Consumer Guarantees Act 1993
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|Consumer Guarantees Act|
|Date of Royal Assent||20 August 1993|
|Date commenced||1 April 1994|
|Status: Current legislation|
The Consumer Guarantees Act  was a significant improvement of consumer protection in New Zealand over its predecessor The Sale of Goods Act , and rectifies a lot of its shortcomings.
Differences over the Sales of Goods Act
One of the CGA's biggest changes was that it now extended protection to consumers for the supply of services, and not just for purchases of goods under the old Act. Another change was that the CGA explicitly outlawed a merchant from contracting out of the CGA, such as having a "no refunds" or "no returns" displayed.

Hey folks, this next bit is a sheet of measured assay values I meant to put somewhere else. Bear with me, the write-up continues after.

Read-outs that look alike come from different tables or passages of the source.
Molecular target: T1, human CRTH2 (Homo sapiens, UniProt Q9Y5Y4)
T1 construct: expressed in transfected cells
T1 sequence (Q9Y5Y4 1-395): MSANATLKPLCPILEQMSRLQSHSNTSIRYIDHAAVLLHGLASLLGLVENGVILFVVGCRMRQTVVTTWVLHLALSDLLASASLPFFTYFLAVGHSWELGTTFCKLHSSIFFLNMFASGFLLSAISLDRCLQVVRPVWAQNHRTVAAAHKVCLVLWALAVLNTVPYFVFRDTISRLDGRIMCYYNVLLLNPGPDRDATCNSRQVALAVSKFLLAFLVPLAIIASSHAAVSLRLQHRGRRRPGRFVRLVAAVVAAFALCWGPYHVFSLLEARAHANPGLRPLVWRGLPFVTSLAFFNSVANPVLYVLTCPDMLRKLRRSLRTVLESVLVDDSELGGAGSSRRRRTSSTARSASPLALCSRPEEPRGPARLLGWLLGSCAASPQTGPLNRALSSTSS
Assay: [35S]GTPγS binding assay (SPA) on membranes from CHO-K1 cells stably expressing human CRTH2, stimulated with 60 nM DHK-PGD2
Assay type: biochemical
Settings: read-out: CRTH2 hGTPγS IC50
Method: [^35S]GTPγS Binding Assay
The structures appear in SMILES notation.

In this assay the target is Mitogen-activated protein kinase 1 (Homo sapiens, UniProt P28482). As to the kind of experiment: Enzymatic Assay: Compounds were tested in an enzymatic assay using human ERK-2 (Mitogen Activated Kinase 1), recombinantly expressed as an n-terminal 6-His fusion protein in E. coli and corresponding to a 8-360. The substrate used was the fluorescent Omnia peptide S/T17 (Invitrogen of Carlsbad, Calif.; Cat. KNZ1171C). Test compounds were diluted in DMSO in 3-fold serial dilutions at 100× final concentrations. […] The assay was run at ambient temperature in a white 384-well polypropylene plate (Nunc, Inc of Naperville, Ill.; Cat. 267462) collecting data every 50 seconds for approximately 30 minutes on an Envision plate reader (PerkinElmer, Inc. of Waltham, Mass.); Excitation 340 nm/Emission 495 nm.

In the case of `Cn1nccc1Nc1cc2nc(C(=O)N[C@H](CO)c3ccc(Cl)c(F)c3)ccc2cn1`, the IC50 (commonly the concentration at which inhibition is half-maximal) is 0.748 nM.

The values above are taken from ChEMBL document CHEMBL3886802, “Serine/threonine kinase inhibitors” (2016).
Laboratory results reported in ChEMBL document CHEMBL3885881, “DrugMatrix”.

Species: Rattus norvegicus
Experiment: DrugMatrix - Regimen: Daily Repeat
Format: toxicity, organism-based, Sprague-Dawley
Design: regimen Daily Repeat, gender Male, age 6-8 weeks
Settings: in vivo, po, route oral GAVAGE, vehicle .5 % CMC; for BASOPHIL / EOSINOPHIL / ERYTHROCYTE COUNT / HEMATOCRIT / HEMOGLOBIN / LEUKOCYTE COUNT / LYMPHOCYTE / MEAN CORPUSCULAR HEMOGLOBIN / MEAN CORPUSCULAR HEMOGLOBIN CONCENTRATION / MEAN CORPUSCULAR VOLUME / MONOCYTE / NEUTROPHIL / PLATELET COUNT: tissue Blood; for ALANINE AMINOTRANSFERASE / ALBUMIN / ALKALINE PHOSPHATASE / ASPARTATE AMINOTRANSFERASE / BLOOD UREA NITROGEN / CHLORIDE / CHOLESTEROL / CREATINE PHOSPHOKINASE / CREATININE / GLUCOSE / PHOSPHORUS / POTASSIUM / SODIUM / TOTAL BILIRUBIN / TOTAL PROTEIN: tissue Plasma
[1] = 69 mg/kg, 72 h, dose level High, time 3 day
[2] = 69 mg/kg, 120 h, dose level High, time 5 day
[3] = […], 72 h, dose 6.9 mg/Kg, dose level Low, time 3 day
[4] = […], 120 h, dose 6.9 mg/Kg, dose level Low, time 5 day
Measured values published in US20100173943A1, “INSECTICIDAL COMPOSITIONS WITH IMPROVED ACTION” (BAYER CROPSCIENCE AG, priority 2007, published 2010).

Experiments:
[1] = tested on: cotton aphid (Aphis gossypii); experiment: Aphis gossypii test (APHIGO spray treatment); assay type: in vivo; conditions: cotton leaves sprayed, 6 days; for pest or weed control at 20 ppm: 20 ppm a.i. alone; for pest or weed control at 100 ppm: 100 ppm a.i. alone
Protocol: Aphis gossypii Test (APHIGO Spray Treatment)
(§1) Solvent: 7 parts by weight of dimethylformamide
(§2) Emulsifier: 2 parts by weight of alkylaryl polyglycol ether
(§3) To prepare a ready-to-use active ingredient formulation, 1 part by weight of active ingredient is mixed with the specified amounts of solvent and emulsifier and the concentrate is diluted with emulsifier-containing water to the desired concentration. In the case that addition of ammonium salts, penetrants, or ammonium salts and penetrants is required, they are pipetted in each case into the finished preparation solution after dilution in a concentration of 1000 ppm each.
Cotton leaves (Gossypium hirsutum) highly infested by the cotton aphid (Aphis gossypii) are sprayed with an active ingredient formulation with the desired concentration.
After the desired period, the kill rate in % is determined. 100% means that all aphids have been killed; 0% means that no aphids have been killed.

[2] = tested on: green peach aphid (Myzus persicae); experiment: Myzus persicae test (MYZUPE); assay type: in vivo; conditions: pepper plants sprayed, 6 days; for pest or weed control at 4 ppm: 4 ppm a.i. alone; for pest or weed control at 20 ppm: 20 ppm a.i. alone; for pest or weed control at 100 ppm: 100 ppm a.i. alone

Guarantees for Goods
The CGA gives guarantees to free title, quality, fitness for purpose and price of consumer goods. The goods must also comply with description and with sample. If a good is faulty, the Act gives the retailer a reasonable time to either fix or replace the goods, otherwise the consumer has the right to reject the goods, cancel the contract, and obtain a full refund from the retailer. The legislation has now been amended to include online purchases, including auction websites as Trademe.
Guarantees for Services
The CGA gives guarantees of reasonable care and skill, of fitness for purpose, of completion, and of price for consumer services supplied.
Shortfalls of the CGA
Whilst the CGA was a significant improvement over the SGA, the CGA does not apply to either commercial goods, or consumer good or services supplied for business purposes.